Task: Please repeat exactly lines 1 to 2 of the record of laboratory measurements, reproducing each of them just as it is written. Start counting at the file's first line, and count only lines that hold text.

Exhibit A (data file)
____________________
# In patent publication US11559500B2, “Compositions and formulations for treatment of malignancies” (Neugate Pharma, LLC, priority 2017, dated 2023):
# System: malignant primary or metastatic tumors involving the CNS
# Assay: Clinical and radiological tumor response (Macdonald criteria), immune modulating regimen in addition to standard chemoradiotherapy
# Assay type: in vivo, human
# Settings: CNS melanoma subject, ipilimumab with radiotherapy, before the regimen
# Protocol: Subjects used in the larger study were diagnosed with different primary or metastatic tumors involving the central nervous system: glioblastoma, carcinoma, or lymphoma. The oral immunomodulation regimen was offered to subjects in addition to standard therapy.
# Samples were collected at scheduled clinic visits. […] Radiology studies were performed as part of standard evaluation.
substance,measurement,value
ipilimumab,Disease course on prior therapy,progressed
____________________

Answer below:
# In patent publication US11559500B2, “Compositions and formulations for treatment of malignancies” (Neugate Pharma, LLC, priority 2017, dated 2023):
# System: malignant primary or metastatic tumors involving the CNS